The Historical Line
When you plant a story in historical times, you must recognize that your audience might find the setting to be something of a barrier. This is not a criticism of either the setting or the readers, it’s just a fact: when so many good stories are already based in the present day, asking people to fully understand the nuances of a bygone era –– or for that matter, a future one –– can be a challenge.
From a writing standpoint, the easy solution to this problem is to try to make that past period as familiar as possible –– to change some of its circumstances to improve its accessibility. This is undoubtedly necessary, though it can go too far… if the past setting is merely a poor copy of the modern world, then why wouldn’t the audience simply go for a genuinely present-day story? I’m of the opinion that the uniqueness of the past must be respected… but the modern expectations of an audience must be met as well. How do you strike that balance?
Short answer: carefully.
Obviously, having spent six books with the b’ys in His Majesty’s New World, and being over a year into Champions, I have some ideas about trying to blend past and present. In both those series, I used the fact that they were alternate history (that there’s a whole other planet in the picture) to bend the rules. That’s why, for instance, we can have young Stephanie Shylock serving as a gun-toting Second Lieutenant in Britain’s most elite Special Service Regiment in 1940… even though she’s American, and even though she’s a she.
But putting Stephanie in that role wouldn’t work without acknowledging the real historical context of the period. Even though Champions takes place six decades after Earth has been connected to another planet, and two decades after genetically-engineered human heroes have become widely accepted, its broader society must still reflect something of our real 1940s. If everyone was to tacitly accept Stephanie’s right to her job, the story might as well have been set today (or perhaps in the future, given present-day anxieties about women in combat).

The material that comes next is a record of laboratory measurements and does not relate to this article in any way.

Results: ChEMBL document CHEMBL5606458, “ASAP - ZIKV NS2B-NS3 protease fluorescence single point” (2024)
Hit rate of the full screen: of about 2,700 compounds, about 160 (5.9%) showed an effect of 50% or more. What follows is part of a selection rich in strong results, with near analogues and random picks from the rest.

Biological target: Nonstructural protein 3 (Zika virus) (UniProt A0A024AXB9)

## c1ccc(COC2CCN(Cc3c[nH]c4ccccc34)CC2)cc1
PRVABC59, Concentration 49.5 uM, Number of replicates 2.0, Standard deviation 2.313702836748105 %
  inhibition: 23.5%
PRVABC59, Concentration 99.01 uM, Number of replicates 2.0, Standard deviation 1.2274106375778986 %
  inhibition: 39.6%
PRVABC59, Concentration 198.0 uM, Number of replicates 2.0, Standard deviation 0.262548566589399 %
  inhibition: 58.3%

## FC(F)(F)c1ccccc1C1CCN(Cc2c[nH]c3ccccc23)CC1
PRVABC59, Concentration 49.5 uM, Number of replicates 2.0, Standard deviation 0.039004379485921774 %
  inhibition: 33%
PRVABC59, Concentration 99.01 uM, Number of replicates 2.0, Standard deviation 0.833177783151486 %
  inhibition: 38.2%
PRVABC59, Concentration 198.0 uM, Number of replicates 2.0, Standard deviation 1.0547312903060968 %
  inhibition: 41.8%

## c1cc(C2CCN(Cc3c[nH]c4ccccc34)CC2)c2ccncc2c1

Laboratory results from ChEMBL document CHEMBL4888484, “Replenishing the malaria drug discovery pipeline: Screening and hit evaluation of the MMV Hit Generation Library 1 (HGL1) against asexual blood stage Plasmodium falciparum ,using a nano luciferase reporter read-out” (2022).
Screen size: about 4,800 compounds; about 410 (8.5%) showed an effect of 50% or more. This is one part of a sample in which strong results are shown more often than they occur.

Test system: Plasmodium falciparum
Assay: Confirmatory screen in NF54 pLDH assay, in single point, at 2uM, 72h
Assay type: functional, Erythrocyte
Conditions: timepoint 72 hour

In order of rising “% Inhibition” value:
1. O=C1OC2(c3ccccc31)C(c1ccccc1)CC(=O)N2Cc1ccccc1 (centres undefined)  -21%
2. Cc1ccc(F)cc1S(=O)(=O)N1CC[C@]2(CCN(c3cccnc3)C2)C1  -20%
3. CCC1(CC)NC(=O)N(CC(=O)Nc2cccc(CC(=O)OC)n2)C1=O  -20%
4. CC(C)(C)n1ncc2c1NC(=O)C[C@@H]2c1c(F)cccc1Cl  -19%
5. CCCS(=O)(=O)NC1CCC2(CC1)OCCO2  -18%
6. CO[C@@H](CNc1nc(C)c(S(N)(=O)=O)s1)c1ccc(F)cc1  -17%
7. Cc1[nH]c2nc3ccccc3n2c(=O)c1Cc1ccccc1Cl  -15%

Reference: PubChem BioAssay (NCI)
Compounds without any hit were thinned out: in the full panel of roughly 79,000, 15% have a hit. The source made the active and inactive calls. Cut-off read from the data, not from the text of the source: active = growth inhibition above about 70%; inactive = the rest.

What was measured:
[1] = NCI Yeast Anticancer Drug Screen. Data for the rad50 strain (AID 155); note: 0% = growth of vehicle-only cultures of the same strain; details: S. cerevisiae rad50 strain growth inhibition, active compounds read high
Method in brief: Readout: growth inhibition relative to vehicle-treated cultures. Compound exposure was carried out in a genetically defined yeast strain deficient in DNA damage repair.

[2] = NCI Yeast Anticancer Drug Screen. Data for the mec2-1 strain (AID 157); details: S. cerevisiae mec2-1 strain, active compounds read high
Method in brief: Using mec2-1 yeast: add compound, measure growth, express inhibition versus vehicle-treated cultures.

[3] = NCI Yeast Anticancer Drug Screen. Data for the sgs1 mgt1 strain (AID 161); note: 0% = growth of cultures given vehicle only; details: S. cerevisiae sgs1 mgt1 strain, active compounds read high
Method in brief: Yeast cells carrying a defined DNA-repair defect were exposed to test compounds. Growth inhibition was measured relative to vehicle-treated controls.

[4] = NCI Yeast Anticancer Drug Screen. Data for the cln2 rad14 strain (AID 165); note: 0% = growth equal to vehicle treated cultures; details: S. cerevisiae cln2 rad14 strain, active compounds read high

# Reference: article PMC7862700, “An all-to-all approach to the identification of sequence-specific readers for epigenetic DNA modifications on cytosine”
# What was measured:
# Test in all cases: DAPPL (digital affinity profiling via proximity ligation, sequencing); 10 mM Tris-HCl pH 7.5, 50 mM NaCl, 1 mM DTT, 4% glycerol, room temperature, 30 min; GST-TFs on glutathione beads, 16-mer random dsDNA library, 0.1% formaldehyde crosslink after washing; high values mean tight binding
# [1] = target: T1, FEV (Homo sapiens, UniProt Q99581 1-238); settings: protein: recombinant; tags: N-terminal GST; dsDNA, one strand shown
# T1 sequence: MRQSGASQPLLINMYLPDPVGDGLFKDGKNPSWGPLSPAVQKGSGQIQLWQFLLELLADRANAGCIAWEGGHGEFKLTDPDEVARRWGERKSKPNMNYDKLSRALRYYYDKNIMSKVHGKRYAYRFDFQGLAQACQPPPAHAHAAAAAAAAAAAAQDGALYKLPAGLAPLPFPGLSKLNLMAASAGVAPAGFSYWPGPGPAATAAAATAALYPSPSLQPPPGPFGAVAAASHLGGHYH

The problem is similar with questions of race. I obviously have some rather modern views on the subject of cultural relations, but those have to be set against the historical realities of the period. Making sure plots don’t become too unrealistic, or indeed, too depressingly realistic, takes compromise –– walking a fine line that often requires rewrites to get right. Naturally that can be frustrating… but writing alternate history, I feel fortunate: I can bend the rules. Writers of good historical fiction enjoy far less latitude…
And yet, some still do brilliant jobs mixing modern themes and characters with historical settings. The best example of this, for me, is not a book, but a television program called Ripper Street.
Set in the years after the Jack the Ripper murders in London, the series is effectively a Victorian crime drama. What makes it brilliant is the quality of its writing, its acting, and the way it manages to marry a very authentic-feeling 1880s-1890s setting, with some surprisingly current themes. It’s as though Dirty Harry and Downton Abbey have met to address modern issues such as mental health, support for veterans, collective bargaining, insurgency, eugenics, and gay rights. And it works.
Detective Inspector Reid is the lead, and he is a thoroughly progressive sort (by the standards of the time, and indeed, by some standards of today), without ever seeming out of place. He is interested in science, believes strongly in forensics, is relentlessly noble in his determination to protect the citizens of his quarter… but like all good present-day television characters, he is simultaneously haunted by tragedy, and flawed. He also subscribes to some of the most delightful policing techniques of his times –– namely having his Sergeant beat the hell out of bad guys who won’t talk:
Following Reid and his excellent Lieutenants through the series, you get a very visceral sense for London of that period. This is not a typical costume drama (though being the sort of person who enjoys wearing a three-piece suit to the office every day, I certainly approve of the Metropolitan Police dress code for Detectives). The Victorian era was rough, unsympathetic, and not nearly so civilized as posh romanticists might have liked it to be… and perhaps that makes it all the more accessible.
Either way, it’s a place and time worth visiting, and when you go with Ripper Street, you’ll learn something of what it was like (in the broad strokes suitable to a television drama), while also finding clever commentary about the state of the world today. I must say the writers are particularly good at that last part –– by having their characters imagine how certain technologies and social developments might alter future society, they allow us to reflect on what’s actually occurred, without ever needing to preach. Well handled indeed.
Whenever I’m having a headache trying to walk the line between historical accuracy and modern storytelling, it’s easy to find inspiration in a show like Ripper Street. Oh, and not for nothing, its trailers are pretty bad-ass: